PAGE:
By now you’ve probably heard about Homeless Hotspots, a “charitable” initiative spearheaded by marketing firm BBH Labs that turns homeless people into wifi hotspots at SXSWi. The project wants to bring “Street Newspapers into the digital age” by attaching a 4G hotspot to homeless Austin residents and encouraging passersby to pay for access. Homeless participants then get to keep any profit they make from their hotspot.
Unsurprisingly, the project has encountered some serious backlash following its launch. “It is a neat idea on a practical level, but also a little dystopian. When the infrastructure fails us… we turn human beings into infrastructure?” writes David Gallagher on the New York Times SXSW Tumblr.
“It’s the Kony 2012 of SXSW,” tweeted writer Helen Walters.
So who are the marketing gurus behind this ill-conceived philanthropic clusterfuck? BBH Labs is the “global innovative unit” of BBH Global, a longstanding British advertising agency. As Creative Director Jeremy Ettinghouse writes in a blog post for BBH Labs entitled “Pretentious? Nous?,” advertising types like himself typically sport “curious facial hair, absurd spectacles and MA1 Flight Jackets.” And they also worry very much about the lack of discussion surrounding underground French cinema.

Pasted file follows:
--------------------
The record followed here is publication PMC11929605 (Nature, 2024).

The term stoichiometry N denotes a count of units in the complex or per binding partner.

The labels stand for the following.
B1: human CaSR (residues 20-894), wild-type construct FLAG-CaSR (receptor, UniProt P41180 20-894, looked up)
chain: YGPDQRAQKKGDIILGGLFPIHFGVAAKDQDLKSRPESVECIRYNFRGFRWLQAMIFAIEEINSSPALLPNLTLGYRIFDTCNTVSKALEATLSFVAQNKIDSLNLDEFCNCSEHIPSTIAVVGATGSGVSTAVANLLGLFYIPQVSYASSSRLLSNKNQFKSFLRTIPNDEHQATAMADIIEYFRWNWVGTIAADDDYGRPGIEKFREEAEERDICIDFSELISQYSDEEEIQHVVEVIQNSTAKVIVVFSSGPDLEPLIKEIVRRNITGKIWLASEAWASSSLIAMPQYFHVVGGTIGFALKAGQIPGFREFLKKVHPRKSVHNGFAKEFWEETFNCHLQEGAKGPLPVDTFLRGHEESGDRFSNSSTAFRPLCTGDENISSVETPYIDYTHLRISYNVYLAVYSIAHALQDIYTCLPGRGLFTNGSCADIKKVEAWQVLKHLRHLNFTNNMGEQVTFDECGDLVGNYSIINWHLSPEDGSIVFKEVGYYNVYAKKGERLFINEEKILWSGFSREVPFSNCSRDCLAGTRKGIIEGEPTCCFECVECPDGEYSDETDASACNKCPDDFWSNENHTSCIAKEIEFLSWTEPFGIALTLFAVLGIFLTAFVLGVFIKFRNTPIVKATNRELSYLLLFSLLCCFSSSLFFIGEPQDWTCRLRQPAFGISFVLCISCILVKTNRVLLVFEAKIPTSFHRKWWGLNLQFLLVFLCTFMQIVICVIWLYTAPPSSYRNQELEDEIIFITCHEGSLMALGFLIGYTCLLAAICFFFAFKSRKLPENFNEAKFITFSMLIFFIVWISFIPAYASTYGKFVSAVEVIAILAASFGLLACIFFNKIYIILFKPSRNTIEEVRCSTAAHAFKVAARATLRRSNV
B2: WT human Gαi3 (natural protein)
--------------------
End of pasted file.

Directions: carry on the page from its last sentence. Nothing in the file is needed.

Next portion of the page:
“I’m concerned that there may not be enough people discussing arthouse movies, German dance troupes, experimental theatre,” writes Mr. Ettinghouse, perhaps while longingly pulling on a cigarette from some monochromatic urban fire escape. “I’ve come to rue this loss of pretentiousness,” he continues. “I wish people more often cited the marginal and the maddening, the absurd and the abstruse.”
It all makes sense now. Obviously Homeless Hotspots is an attempt to hearken back to the heyday of advertising, an absurdist vision of iPhone-brandishing Don Drapers on hallucinogens.
If Homeless Hotspots was an elaborate scheme to usher pretentiousness back into advertising, then BBH is just plain genius, non?